Friday, September 30, 2005

Church, State and Privacy in Japan

All one can say to this article about Japan's impending post office privatization is that the people are people everywhere. Read and enjoy. This article is courtesy of the Daily Mainichi Newspaper.

However, on a more serious side, the Japanese High Court has ruled Prime Minister Koizumi's annual pilgrimage to the Yasukuni Shrine (靖国神社) unconstitutional on the grounds that it is a religious activity and that the Constitution forbids to the government on grounds of separation of Church and State.

These pilgrimages have been a constant for Japanese Prime Minister's for at least the last thirty or forty years, though they have been increasingly controversial, even inside Japan. The Court did, however, leave open the door for him to continue visiting if he clearly states that it is in a personal capacity.

Personally, I think that this is pussyfooting around the real issue. Should Japan's Prime Minister be allowed to pay visits to the shrine where Japan's war dead are memorialized? Yes. Should fourteen Class A war criminals from WWII be enshrined there (which is the real root of the controversy)? Probably not. However, as the shrine refuses to allow their removal, there seems to be no easy resolution to this problem. Perhaps only a true and full Japanese admission for their many atrocities during the Second World War (which they call the Pacific War) would really answer the critics.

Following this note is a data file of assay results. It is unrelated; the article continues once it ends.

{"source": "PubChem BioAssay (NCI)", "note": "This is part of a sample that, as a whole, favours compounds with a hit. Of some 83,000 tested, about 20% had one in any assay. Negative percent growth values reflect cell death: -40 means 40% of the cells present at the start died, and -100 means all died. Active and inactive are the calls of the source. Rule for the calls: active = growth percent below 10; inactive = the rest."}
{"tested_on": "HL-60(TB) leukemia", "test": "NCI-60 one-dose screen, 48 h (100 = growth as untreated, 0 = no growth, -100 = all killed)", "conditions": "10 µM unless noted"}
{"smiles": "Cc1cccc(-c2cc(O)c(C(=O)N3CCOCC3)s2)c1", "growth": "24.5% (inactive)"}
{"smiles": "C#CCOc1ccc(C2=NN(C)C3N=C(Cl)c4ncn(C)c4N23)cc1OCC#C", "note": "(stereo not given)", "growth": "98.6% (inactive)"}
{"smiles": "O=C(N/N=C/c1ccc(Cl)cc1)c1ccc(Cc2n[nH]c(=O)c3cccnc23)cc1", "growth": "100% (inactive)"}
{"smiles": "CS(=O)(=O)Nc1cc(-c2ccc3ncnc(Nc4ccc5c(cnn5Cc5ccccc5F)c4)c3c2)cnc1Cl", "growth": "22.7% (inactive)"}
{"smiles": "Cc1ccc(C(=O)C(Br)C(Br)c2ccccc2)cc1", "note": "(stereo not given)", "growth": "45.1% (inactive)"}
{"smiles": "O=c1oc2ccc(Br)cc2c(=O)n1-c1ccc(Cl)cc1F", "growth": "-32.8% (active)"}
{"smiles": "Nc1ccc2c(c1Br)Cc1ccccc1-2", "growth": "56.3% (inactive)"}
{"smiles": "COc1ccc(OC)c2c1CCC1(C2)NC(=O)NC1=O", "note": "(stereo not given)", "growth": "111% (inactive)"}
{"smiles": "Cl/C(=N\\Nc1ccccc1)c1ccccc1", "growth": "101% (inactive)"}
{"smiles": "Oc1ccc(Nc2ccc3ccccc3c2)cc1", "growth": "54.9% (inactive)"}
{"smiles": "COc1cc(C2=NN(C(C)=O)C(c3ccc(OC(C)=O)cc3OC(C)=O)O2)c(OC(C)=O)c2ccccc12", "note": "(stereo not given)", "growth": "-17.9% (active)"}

On a side note, how long will it be before the ACLU, Americans United for Separation of Church and State or some other left-wing group manages to convince an activist judge somewhere (along the lines of the out-of-control judge who recently declared the Pledge of Allegiance unconstitutional) to use this decision as a precedent to bar the President from visiting the National Cathedral? Or maybe even swearing to uphold the Constitution 'so help me, God'?

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